It continued like this. The two brawled in and out of the ring, with Omega escaping another Walls of Jericho attempt by grabbing first aid spray from under the ring and blasting it into Jericho’s eyes. Though blinded, Jericho got the upper hand by dodging a charge and shoving Omega into a chair that he’d set up in the corner seven minutes earlier. (This was one of two “Chekhov” spots in the match; later, Jericho went through a table he’d set up 17 minutes earlier. Chekhov’s chair and Chekhov’s table in the same match!)

The two went back and forth like this, with a bunch of clever set-ups to change the momentum. Omega is great. He’s a master of making moves look awesome. He has the only running knee in wrestling that doesn’t look like shit. Even his double-foot stomp on Jericho was tremendous.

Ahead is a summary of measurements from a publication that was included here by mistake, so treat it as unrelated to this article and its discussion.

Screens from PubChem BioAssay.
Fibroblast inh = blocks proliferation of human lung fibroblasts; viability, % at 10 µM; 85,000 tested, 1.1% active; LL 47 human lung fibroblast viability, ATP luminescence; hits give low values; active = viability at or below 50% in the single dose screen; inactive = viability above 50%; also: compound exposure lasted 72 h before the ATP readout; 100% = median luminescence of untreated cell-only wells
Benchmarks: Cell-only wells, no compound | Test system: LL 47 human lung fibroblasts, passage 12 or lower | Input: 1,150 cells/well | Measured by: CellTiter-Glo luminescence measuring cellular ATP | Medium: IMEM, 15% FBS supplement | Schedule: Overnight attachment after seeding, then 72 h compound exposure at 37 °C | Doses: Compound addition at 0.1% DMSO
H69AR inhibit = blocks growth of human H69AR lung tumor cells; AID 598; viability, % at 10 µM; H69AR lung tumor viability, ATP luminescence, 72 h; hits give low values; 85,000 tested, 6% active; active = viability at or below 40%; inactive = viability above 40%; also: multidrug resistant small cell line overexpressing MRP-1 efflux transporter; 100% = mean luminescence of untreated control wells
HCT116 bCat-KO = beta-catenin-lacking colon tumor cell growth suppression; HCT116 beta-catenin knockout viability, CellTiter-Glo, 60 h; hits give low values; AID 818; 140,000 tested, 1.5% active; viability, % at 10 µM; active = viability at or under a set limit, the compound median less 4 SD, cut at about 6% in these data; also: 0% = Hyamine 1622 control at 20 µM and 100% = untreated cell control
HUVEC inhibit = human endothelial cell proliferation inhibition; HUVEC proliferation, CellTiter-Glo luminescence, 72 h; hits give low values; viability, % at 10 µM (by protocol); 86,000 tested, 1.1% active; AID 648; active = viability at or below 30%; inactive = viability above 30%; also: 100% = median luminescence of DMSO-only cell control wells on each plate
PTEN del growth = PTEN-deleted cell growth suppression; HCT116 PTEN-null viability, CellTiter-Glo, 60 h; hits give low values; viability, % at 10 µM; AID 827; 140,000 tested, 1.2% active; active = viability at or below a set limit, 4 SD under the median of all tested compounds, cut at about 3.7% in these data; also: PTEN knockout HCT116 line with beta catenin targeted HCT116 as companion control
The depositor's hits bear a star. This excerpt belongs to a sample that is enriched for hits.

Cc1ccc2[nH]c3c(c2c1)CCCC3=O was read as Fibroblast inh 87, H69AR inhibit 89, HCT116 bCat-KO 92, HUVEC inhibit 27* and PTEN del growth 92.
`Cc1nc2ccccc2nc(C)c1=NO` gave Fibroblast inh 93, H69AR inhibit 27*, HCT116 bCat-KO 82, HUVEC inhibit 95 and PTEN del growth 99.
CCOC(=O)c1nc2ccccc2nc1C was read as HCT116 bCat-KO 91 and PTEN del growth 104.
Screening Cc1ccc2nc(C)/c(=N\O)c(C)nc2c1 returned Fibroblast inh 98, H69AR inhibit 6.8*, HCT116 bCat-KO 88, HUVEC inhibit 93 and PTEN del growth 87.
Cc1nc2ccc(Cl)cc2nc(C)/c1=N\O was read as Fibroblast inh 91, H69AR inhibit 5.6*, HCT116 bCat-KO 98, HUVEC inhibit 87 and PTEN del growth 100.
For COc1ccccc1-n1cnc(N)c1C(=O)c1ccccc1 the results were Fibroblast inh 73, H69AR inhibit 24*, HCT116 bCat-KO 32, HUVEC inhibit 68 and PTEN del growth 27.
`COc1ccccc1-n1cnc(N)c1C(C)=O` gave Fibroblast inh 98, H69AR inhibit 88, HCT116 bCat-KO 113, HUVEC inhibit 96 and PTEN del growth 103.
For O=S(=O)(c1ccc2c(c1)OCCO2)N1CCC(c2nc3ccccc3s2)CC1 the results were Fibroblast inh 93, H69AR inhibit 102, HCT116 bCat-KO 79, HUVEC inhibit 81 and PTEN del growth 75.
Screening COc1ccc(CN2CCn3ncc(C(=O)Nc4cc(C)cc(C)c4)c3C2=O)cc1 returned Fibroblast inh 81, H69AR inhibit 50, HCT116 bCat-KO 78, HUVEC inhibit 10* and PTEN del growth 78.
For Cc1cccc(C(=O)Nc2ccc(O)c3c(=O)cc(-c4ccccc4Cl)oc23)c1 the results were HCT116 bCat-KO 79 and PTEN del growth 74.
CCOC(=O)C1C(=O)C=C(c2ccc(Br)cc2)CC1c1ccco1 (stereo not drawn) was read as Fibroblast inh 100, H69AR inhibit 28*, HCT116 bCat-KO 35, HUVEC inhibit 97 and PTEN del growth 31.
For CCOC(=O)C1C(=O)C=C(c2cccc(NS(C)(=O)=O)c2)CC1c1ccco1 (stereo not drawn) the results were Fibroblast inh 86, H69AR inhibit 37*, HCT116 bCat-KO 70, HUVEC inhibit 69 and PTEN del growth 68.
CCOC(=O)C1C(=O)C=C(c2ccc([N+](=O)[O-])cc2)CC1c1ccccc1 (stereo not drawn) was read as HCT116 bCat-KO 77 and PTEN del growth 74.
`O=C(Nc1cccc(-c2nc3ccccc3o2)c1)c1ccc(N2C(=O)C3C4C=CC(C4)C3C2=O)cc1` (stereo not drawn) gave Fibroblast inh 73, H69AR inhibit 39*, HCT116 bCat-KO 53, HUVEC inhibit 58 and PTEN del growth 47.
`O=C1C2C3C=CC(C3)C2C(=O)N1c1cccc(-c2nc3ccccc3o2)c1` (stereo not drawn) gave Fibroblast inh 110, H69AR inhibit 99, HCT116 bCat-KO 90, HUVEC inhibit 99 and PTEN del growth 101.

Meanwhile, Jericho taught a masterclass in heel mannerisms. He beat up the young trainees at ringside. He stole a photographer’s camera. He sat down in a chair and took a break, which drew big laughs. The crowd laughed a few times, actually: It was a match that went pretty seamlessly between comedy and seriousness, between brawling and extended submission spots.

It was a great match to showcase the versatility and talent of Omega and the continued brilliance of Jericho, but it was also a pretty great advertisement. If this was the match that introduced a lot of wrestling fans to New Japan Pro-Wrestling’s annual January show, it was a pretty good start.